Slovak car industry keeps momentum

Expert warns of 'European Cuba' threat over petrol and diesel phase out

Carmakers in Slovakia have to halt car production due to a lack of microchips, too.Carmakers in Slovakia have to halt car production due to a lack of microchips, too. (Source: Courtesy of Volkswagen)

Slovakia has retained its spot as the world's leading car producer with approximately one million cars produced last year - down just under 5 on 2021 - according to data released on Tuesday.

The Automotive Industry Association (ZAP) said that last year, 184 vehicles were produced per 1,000 inhabitants in Slovakia.

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“Considering the unprecedented times we’ve gone through, these results can be considered to be extremely satisfactory,” said ZAP head Alexander Matušek, citing the Covid pandemic, shortage of chips and the war in Ukraine among the industry's major challenges over the last 12 months.

“Despite difficult hurdles, the Slovak automotive industry has remained stable,” he added.

Data showed that last year car production made up 50.3 percent of Slovakia’s total industrial production while the automotive industry accounted for more than 42 percent of the country’s total exports. The number of employees in the industry grew by more than 10,000, while direct employment in the sector reached 176,000 people, and aggregate employment stood at 261,000.

Out of the four carmakers in the country, Kia Slovakia produced 311,000 cars in 2022, up 1.1 percent y-o-y, while 312,509 rolled off production lines at Trnava-based Stellantis. This was a moderate decrease from the more than 316,000 cars manufactured in 2021, company spokesperson Michal Nič told the SITA newswire.

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Volkswagen Slovakia has said it will publish the number of cars produced in Slovakia only after the Volkswagen group releases its results later this year. Jaguar Land Rover does not provide individual country data, instead publishing details for its entire group.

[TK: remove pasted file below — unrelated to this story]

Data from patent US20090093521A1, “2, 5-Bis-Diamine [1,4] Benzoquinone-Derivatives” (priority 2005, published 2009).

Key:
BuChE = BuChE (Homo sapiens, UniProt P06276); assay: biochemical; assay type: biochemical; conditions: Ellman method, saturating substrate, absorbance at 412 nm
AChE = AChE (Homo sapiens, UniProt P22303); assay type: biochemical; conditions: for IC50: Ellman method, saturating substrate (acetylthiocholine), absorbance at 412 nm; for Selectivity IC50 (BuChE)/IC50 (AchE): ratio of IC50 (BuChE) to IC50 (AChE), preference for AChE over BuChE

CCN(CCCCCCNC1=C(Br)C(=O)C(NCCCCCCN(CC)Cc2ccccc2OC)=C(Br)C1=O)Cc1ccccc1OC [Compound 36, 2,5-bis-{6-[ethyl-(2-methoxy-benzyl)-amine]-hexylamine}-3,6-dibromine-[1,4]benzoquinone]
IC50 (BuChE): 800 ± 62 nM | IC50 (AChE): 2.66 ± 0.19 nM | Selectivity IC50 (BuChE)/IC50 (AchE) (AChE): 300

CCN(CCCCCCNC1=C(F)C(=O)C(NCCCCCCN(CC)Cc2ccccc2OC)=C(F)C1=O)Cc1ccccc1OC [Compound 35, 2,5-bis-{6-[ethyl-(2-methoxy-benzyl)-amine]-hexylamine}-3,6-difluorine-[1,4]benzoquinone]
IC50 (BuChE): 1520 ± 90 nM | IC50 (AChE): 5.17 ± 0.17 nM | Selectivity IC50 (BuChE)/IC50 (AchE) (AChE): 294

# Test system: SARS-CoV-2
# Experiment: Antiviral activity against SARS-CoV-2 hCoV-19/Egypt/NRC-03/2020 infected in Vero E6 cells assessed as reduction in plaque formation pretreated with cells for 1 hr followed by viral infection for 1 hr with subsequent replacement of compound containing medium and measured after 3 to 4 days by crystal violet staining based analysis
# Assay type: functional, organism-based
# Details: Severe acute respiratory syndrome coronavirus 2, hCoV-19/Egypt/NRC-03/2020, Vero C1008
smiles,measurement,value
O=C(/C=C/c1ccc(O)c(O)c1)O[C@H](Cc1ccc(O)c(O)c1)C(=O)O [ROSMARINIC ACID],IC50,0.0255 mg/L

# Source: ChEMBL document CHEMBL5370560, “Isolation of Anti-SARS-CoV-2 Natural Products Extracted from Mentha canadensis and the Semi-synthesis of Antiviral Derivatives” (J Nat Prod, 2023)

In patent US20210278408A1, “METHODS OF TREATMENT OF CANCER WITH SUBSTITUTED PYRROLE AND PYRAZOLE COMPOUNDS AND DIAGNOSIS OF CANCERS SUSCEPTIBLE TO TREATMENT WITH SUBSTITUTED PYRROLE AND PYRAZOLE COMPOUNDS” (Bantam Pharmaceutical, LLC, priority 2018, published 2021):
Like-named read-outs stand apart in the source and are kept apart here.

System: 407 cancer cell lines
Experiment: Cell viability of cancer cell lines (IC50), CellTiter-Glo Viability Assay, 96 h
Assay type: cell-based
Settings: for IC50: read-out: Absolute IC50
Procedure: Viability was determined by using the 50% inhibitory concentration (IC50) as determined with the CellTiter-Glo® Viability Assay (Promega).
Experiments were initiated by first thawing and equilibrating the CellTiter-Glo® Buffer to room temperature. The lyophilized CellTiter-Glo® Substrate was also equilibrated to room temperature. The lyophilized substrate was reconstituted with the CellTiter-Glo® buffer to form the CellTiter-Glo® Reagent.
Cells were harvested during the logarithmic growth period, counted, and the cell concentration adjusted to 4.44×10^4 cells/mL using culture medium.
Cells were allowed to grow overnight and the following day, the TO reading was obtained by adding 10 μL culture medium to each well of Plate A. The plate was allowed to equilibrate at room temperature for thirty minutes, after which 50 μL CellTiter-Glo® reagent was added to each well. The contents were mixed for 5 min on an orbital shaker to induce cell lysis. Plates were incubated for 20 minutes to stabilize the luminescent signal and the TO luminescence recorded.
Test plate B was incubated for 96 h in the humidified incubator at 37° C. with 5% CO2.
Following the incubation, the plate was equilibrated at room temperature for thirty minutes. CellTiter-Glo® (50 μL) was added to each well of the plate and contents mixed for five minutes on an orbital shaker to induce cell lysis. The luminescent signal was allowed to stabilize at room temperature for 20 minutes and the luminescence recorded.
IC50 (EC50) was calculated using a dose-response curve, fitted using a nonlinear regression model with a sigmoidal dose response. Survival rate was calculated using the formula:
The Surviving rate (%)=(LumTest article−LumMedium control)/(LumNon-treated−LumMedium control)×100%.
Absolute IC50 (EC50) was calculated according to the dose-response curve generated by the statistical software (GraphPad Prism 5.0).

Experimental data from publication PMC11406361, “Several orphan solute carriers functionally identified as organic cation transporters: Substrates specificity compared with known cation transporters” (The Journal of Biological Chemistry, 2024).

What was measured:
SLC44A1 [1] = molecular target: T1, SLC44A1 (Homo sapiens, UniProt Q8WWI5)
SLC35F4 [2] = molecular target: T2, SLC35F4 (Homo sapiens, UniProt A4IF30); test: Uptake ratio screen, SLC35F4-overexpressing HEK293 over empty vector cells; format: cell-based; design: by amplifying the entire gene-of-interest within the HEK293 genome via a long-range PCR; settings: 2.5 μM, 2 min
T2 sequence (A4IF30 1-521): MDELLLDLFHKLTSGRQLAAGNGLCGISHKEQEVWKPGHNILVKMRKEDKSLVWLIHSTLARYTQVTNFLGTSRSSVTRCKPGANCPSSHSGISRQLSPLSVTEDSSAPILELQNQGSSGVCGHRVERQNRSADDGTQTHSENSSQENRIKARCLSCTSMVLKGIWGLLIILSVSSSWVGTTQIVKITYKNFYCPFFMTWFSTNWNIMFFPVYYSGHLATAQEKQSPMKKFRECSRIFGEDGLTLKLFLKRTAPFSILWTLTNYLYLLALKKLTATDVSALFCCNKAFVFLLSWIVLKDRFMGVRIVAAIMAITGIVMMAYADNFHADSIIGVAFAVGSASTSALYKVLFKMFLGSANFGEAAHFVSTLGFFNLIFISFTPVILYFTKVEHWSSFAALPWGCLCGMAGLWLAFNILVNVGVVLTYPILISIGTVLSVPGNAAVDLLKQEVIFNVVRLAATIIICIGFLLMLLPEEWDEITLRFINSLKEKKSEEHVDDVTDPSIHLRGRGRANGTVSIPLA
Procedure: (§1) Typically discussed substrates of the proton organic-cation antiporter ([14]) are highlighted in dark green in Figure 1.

Experts have said that among the Slovak auto production industry's major challenges in 2023 will be continuing green transformation, while also dealing with risks for the wider European economy, including uncertainty energy price and availability uncertainty, and long-term shortages of some components.

They say that against this backdrop, what state support is offered will be crucial to the industry.

With this in mind, Matušek has been critical of the current government for compensating only households for high energy prices when neighbouring countries are looking at ways to help industry and save jobs. He said this could leave Slovakia uncompetitive.

Still no battery factory in sight

He added that the government should look to secure investment in a gigafactory for electric car batteries.

“I think that we need a battery factory, given how many cars are produced in our country,” said Matušek pointing out that Slovakia accounts for around 10 percent of total car production in Europe. “It makes no sense to drag batteries across half of Europe.”

Slovakia is one of a number of countries which the Volkswagen group is eyeing up as a location for a battery factory.

In 2021, Volkswagen announced plans to build six gigafactories across Europe to meet growing demand for battery cells within its group, with Hungary, Poland, Slovakia and the Czech Republic in the running. Volkswagen was to decide on the location of the €4 billion investment in late 2022, but a final decision has yet to be made.

European Cuba

Matušek also criticized an almost complete lack of state support to encourage sales of zero and low-emission cars in Slovakia, pointing out the only incentives provided to buyers are lower registration fees for electric and hybrid engine cars.

There are currently 9,500 zero and low-emission cars registered in Slovakia.

Sales of new petrol and diesel cars are due to be banned by 2035 across the EU, and Matušek fears that the vast majority of Slovaks will still then be driving such cars, adding Slovakia could end up in a similar situation to Cuba, where following a ban on the import of American cars and mechanical parts the country's car stock is many decades old.

“We will be a kind of European Cuba,” said Matušek.

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